It is true that in certain cases leaving a door open may reduce the occupant's expectation of privacy. An open door may invite the gaze of curious passers-by and lessen the reasonable anticipation of privacy in the home. No such circumstances abide in this case. Whether a door is open through simple inadvertence or design, it should not subject an occupant to the unannounced entry of the uninvited. Simply because one forgot, or purposely failed to close a door, does not create a reasonable expectation of an uninvited, unannounced entry. Consequently, an officer should ordinarily declare his presence and purpose so that a resident may "know who is entering, why he is entering, and [have] a few seconds to prepare for entry." State v. Valentine, 264 Or. 54, 504 P.2d 84, 87 (1972), cert. denied, 412 U.S. 948, 93 S.Ct. 3001, 37 L.Ed.2d 1000 (1973).

Furthermore, an unannounced entry by officers increases the potential for violence by provoking defensive measures a surprised occupant would otherwise not have taken had he known that the officers possessed a warrant to search his home. 2 State v. Carufel, 112 R.I. 664, 314 A.2d 144 (1974); see also Miller v. United States, 357 U.S. 301, 313, n. 12, 78 S.Ct. 1190, 1198, n. 12, 2 L.Ed.2d 1332 (1958) (announcement is safeguard for the police themselves who might be mistaken for prowlers and be shot down by a fearful householder); e.g. State v. Housley, 322 N.W.2d 746 (Minn.1982) (two officers serving search warrant shot by householder who mistook them for burglars); State v. Cessna, 170 Iowa 726, 153 N.W. 194 (1915).

Consequently, the policy reasons for officers executing a warrant to announce their presence and purpose are not advanced by allowing them to enter unannounced through an open door. To condone such entries would make an open door to a home an invitation for police officers with a search warrant to enter without permission. This is inconsistent with the traditional homage we pay to the right to seek shelter in our homes free from unreasonable governmental intrusion. See Silverman v. United States, 365 U.S. 505, 81 S.Ct. 679, 5 L.Ed.2d 734 (1961).

Rather, we hold that "breaking" includes, under ordinary circumstances, an entry made without permission. See State v. LaPonsie, supra; People v. Buckner, 35 Cal.App.3d 307, 111 Cal.Rptr. 32 (1973); People v. Lawrence, 25 Cal.App. 213, 101 Cal.Rptr. 671 (1972); People v. Norton, 5 Cal.App.3d 955, 86 Cal.Rptr. 40 (1970); People v. Arias, 6 Cal.App.3d 87, 85 Cal.Rptr. 479 (1970); People v. Beamon, 268 Cal.App.2d 61, 73 Cal.Rptr. 604 (1968) (entry through open door is a breaking); and see Keiningham v. United States, 287 F.2d 126 (D.C.Cir.1960); People v. Godinas, 176 Colo. 391, 490 P.2d 945 (1971); State v. Darroch, 8 Or.App. 32, 492 P.2d 308 (1971), aff'd sub nom. State v. Valentine, supra, (breaking means entry without permission). See generally LaFave, supra at 127. Requiring officers to knock and announce before entering through an open door promotes the policies of privacy and non-confrontation without unreasonable obstruction of law enforcement. "Breaking" includes entry by means of passkey as well as the opening of a closed but unlocked door. Ker v. California, 374 U.S. 23, 83 S.Ct. 1623, 10 L.Ed.2d 726 (1968); Sabbath v. United States, 391 U.S. 585, 88 S.Ct. 1755, 20 L.Ed.2d 828 (1968). Entry through an open doorway is sufficiently similar to warrant equivalent treatment.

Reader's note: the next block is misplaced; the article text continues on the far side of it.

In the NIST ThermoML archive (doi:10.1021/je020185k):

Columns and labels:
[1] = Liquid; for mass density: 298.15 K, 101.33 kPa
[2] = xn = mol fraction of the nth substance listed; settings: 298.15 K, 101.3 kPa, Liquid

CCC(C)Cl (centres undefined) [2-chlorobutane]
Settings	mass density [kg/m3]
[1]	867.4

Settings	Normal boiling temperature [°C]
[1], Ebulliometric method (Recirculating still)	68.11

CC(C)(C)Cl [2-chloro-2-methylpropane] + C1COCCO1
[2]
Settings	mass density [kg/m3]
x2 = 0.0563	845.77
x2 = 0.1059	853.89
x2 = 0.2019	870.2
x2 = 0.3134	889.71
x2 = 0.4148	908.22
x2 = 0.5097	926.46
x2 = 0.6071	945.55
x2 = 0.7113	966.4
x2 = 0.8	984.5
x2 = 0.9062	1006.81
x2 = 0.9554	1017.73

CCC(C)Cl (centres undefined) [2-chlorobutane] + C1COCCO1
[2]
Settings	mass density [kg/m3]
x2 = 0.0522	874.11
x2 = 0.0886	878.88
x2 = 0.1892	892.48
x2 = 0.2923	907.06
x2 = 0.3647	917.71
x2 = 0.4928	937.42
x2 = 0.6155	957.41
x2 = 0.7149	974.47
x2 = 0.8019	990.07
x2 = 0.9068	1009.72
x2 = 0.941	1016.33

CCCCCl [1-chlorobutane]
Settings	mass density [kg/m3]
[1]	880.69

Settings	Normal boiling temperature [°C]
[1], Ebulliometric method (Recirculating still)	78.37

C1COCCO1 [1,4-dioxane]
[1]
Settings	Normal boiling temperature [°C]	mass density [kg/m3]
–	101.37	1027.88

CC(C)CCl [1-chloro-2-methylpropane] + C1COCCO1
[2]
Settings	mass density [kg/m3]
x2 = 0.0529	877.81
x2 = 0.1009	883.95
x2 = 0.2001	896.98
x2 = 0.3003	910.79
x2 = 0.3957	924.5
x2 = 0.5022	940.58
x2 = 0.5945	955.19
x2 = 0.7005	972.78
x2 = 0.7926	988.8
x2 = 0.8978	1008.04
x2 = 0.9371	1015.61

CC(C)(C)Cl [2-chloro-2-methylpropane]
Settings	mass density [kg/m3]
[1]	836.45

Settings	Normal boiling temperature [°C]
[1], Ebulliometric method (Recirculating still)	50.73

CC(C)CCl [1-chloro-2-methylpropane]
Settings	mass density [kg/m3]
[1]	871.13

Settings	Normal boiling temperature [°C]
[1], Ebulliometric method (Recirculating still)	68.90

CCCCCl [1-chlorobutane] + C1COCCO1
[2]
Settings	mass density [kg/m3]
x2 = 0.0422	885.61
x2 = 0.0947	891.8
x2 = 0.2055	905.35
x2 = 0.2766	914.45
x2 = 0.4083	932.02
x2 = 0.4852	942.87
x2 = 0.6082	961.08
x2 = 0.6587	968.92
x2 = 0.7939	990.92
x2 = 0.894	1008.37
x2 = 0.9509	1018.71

Defining "breaking" as an entry made without permission is also consistent with the rule that forcible entry is not necessary for a breaking under our burglary statute. NDCC Sec. 12.1-22-02; State v. Olson, 290 N.W.2d 664 (N.D.1980); see also Sabbath v. United States, supra; People v. Rosales, supra; Blakey, The Rule of Announcement And Unlawful Entry: Miller v. United States and Ker v. California, 112 U.Pa.L.Rev. 449, 505 (1964) (what would be breaking of...

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18 cases
  • Roth v. State
    • United States
    • North Dakota Supreme Court
    • 25 Julio 2007
    ...ND 36, ¶¶ 27-28, 675 N.W.2d 387 (reaching the same conclusion with regard to the statute governing no-knock warrants); State v. Sakellson, 379 N.W.2d 779, 784 (N.D.1985) (quoting Ker v. California, 374 U.S. 23, 38, 83 S.Ct. 1623, 10 L.Ed.2d 726 (1963)) (stating that "the method of entering ......
  • State v. Barker, 22383-0-II.
    • United States
    • Washington Court of Appeals
    • 17 Diciembre 1999
    ...has resulted in statutes like" Idaho's "knock and announce" statutes; evidence violating statute suppressed); State v. Sakellson, 379 N.W.2d 779, 784 (N.D.1985) (compliance with knock and announce statute was "a constitutional imperative implicit in the fourth amendment prohibition against ......
  • State v. Ringquist, Cr. N
    • United States
    • North Dakota Supreme Court
    • 6 Diciembre 1988 counsel than does federal constitution). We have also viewed North Dakotans as placing a high value on privacy. See State v. Sakellson, 379 N.W.2d 779 (N.D.1985). Our constitution recognizes and protects that value. N.D. Const. art. I, Sec. 8; N.D. Const. art. I, Sec. 1. Cf. Grand Forks ......
  • State v. Herrick
    • United States
    • North Dakota Supreme Court
    • 6 Enero 1999
    ...such clear guidance. While we certainly recognize privacy as an important right under Article I, Section 8, see, e.g., State v. Sakellson, 379 N.W.2d 779 (N.D.1985), we have not unequivocally distinguished privacy as the major factor in applying the exclusionary rule to Article I, Section 8......
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1 books & journal articles
  • Fourth Amendment - must police knock and announce themselves before kicking in the door of a house?
    • United States
    • Journal of Criminal Law and Criminology Vol. 86 No. 4, June 1996
    • 22 Junio 1996
    ...People v. Gonzales, 259 Cal. Rptr. 846, 848 (Cal. Ct. App. 1989) (same, Cal. Penal Code [SECTION] 1531 (West 1989)); State v. Sakellson, 379 N.W.2d 779, 781-82 (N.D. 1985) (same, N.D. Cent. Code [SECTION] 29-29-08 (1990)). (305) See Commonwealth v. Wornum, 656 N.E.2d 579, 581 (Mass. Novembe......